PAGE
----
Dystopia & An Orwellian Concern
The Supreme Court (SC) of India appointed an Expert Technical Committee overseen by a former SC Judge, Justice R V Raveendran, on October 27 (2021) to examine allegations that the Narendra Modi Government in New Delhi had used Pegasus, an Israeli software, to spy on citizens. A three-judge SC Bench, led by Chief Justice of India (CJI) N V Ramana, said that they rejected the Government’s offer to appoint an Expert Committee to investigate the allegations, as “such a course of action would violate the settled Judicial Principle against bias, i.e., that ‘justice must not only be done, but also be seen to be done’”. At the same time, the Apex Court made it clear that the Power of the State to snoop into the “sacred private space” of individuals in the name of National Security is not Absolute!
The question that arises here is: How George Orwell (original name Eric Arthur Blair, June 25, 1903 – January 21, 1950), himself, would have reacted, after hearing about the Pegasus statement of the Indian Apex Court? Once, the English novelist, essayist, journalist and critic had warned that the Modern State could be a watchdog or ‘Big Brother‘, if it wanted to (in his 1949 novel ‘Nineteen Eighty-Four‘). Even then, no one seems to be able to fathom how vast and penetrative the reach of an Authoritarian State could be. However, the present days have proved that Orwell was correct. The way the SC Bench pointed to the responsibility of the Government of India to monitoring citizens through Pegasus spyware, saying that no secret intrusion into the lives of citizens could be allowed on the pretext of National Security or any other excuse; it shows that a Distorted Reality or Dystopia, as explained by Orwell, has engulfed entire India.
Although the Judiciary has launched an investigation into the use of the Israeli spyware, it is difficult to hope that the Indians would be freed from the State Surveillance in near future. In his Nineteen Eighty-Four, Orwell not only talked about the State, but also about Time and Technology. Interestingly, the decision opened with a quote from Orwell’s book, as the SC Bench wrote “If you want to keep a secret, you must also hide it from yourself” in the beginning of the 46-page-long judgement. The Bench, comprising of CJI Ramana, and Justices Surya Kant and Hima Kohli, raised “Orwellian concerns” about an all-pervasive technology, like Pegasus, stating that “the gnawing fear of being spied on affected Liberty and had a Chilling Effect”. It added: “Members of a Civilised Democratic Society have a reasonable expectation of Privacy. Privacy is not the singular concern of journalists or social activists. Every citizen of India ought to be protected against violations of Privacy. It is this expectation which enables us to exercise our Choices, Liberties, and Freedom. It is undeniable that surveillance and the knowledge that one is under the threat of being spied on can affect the way an individual decides to exercise his or her Rights.”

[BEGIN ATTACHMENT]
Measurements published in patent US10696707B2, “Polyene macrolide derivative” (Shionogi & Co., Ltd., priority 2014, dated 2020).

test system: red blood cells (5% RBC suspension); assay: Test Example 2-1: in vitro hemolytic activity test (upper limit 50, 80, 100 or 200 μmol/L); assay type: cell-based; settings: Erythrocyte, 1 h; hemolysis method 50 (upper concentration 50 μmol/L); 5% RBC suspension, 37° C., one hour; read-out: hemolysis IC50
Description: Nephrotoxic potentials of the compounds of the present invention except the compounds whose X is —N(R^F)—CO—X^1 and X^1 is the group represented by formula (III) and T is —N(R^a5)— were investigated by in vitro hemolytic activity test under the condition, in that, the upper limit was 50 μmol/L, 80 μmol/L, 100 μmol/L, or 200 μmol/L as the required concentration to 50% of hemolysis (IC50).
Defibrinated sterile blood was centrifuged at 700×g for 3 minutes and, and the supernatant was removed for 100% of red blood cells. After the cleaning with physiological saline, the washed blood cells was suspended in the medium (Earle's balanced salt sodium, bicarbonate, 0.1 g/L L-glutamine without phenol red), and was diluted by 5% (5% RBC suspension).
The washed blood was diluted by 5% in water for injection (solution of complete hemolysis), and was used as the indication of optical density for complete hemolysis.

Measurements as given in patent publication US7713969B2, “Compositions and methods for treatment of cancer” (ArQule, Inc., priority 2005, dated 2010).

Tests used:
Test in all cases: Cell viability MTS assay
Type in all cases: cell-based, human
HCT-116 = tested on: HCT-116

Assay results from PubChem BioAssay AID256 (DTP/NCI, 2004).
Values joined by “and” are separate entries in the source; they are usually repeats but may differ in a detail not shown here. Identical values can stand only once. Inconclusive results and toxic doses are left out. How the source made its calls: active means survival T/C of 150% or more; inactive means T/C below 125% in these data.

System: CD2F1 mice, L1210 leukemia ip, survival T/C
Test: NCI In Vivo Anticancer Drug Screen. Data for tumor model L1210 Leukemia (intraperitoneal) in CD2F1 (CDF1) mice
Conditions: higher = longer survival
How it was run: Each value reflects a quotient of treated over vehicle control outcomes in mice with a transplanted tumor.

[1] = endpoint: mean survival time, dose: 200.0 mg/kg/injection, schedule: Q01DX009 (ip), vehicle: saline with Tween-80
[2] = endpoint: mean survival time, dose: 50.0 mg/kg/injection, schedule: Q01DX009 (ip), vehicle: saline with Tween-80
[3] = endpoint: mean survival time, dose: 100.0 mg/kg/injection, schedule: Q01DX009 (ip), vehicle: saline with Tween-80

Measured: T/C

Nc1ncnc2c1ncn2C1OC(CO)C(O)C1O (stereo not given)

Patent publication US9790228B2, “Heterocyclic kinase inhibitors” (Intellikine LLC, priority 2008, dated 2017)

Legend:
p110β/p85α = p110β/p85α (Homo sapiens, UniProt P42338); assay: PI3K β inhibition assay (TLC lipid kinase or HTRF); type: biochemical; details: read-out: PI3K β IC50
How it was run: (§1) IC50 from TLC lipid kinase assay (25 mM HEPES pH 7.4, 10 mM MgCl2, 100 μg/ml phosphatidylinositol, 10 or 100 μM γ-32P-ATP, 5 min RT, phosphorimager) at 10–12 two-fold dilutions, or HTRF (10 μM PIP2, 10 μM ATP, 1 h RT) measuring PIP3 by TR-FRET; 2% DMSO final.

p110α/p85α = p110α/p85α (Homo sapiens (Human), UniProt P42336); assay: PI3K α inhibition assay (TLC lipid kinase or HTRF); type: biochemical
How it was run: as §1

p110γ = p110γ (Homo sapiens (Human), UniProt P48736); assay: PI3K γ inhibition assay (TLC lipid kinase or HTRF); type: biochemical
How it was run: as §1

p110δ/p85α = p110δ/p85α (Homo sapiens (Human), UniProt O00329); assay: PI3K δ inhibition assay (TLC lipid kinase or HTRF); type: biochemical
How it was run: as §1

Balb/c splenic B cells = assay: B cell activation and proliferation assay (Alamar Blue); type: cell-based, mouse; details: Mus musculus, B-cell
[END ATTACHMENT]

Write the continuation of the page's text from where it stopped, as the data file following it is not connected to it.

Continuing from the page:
No one can put a stop to technological development. However, if a Government plans to monitor citizens with the help of modern technology, then it becomes an ethical issue. In India, it has become important and necessary for the Judiciary to investigate on an urgent basis whether the Government has deliberately breached privacy of common Indian citizens and leaders in Opposition. Over the past few months, Opposition leaders or members of Civil Society have been asking the Government about its role in the Pegasus scam. However, the Modi Administration has remained tight-lipped. Despite all the evidence that India purchased the spyware from Israel, neither Prime Minister Modi, nor his Home Minister Amit Shah has acknowledged that they were the ones who ordered the purchase of Pegasus. However, what has happened cannot happen without their instructions.
It is not only unethical, but also a serious offence to create an Authoritarian Atmosphere even after coming to Power through Democracy. Without Pluralism, Democracy becomes meaningless… and if there is no Democracy, then there is no Right to Protest. How can people enjoy the Right to Protest, if they are under constant State Surveillance? Perhaps, India has already left the path of Democracy thanks to the Narendra Modi Government.
The Government of India has developed a habit of undermining the leaders in Opposition and also the Civil Society. Hence, it seems that the Government would not follow the seven instructions given by the Apex Court. Now, the Supreme Court shall have to monitor whether the Modi Administration allows the Inquiry Committee, formed by the Judiciary, to function impartially.
Meanwhile, the Indian Judiciary has made one thing clear… Just as Evil enters through a path, specified by the circumstances, the same transportation channel can also be utilised to oust the Evil. Honourable CJI Ramana, and Justices Surya Kant and Hima Kohli deserve credit for their serious effort to protect the 75-year-old Indian Democracy.
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